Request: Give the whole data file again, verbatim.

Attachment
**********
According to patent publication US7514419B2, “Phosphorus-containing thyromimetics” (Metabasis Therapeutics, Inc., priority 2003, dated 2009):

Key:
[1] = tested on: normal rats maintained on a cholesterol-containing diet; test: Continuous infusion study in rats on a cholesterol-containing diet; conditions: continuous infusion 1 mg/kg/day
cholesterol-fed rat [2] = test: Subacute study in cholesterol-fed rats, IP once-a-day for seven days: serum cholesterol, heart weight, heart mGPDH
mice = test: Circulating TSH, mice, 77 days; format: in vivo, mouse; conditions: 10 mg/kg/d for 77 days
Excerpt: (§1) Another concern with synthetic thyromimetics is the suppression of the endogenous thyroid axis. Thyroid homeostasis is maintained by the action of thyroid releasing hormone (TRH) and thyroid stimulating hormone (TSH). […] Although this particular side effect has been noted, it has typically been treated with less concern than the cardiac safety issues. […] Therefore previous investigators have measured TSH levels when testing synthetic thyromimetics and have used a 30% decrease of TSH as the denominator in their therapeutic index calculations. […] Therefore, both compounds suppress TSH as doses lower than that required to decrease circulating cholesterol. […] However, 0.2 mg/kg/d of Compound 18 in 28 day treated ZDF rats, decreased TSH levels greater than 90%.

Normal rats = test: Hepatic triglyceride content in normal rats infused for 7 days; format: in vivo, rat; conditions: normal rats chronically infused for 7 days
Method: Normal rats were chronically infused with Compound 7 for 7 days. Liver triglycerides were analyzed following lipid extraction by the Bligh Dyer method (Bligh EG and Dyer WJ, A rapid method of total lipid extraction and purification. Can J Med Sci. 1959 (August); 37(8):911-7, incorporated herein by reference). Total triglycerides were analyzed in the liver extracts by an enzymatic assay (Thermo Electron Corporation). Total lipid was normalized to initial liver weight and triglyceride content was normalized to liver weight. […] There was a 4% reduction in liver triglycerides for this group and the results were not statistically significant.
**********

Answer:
According to patent publication US7514419B2, “Phosphorus-containing thyromimetics” (Metabasis Therapeutics, Inc., priority 2003, dated 2009):

Key:
[1] = tested on: normal rats maintained on a cholesterol-containing diet; test: Continuous infusion study in rats on a cholesterol-containing diet; conditions: continuous infusion 1 mg/kg/day
cholesterol-fed rat [2] = test: Subacute study in cholesterol-fed rats, IP once-a-day for seven days: serum cholesterol, heart weight, heart mGPDH
mice = test: Circulating TSH, mice, 77 days; format: in vivo, mouse; conditions: 10 mg/kg/d for 77 days
Excerpt: (§1) Another concern with synthetic thyromimetics is the suppression of the endogenous thyroid axis. Thyroid homeostasis is maintained by the action of thyroid releasing hormone (TRH) and thyroid stimulating hormone (TSH). […] Although this particular side effect has been noted, it has typically been treated with less concern than the cardiac safety issues. […] Therefore previous investigators have measured TSH levels when testing synthetic thyromimetics and have used a 30% decrease of TSH as the denominator in their therapeutic index calculations. […] Therefore, both compounds suppress TSH as doses lower than that required to decrease circulating cholesterol. […] However, 0.2 mg/kg/d of Compound 18 in 28 day treated ZDF rats, decreased TSH levels greater than 90%.

Normal rats = test: Hepatic triglyceride content in normal rats infused for 7 days; format: in vivo, rat; conditions: normal rats chronically infused for 7 days
Method: Normal rats were chronically infused with Compound 7 for 7 days. Liver triglycerides were analyzed following lipid extraction by the Bligh Dyer method (Bligh EG and Dyer WJ, A rapid method of total lipid extraction and purification. Can J Med Sci. 1959 (August); 37(8):911-7, incorporated herein by reference). Total triglycerides were analyzed in the liver extracts by an enzymatic assay (Thermo Electron Corporation). Total lipid was normalized to initial liver weight and triglyceride content was normalized to liver weight. […] There was a 4% reduction in liver triglycerides for this group and the results were not statistically significant.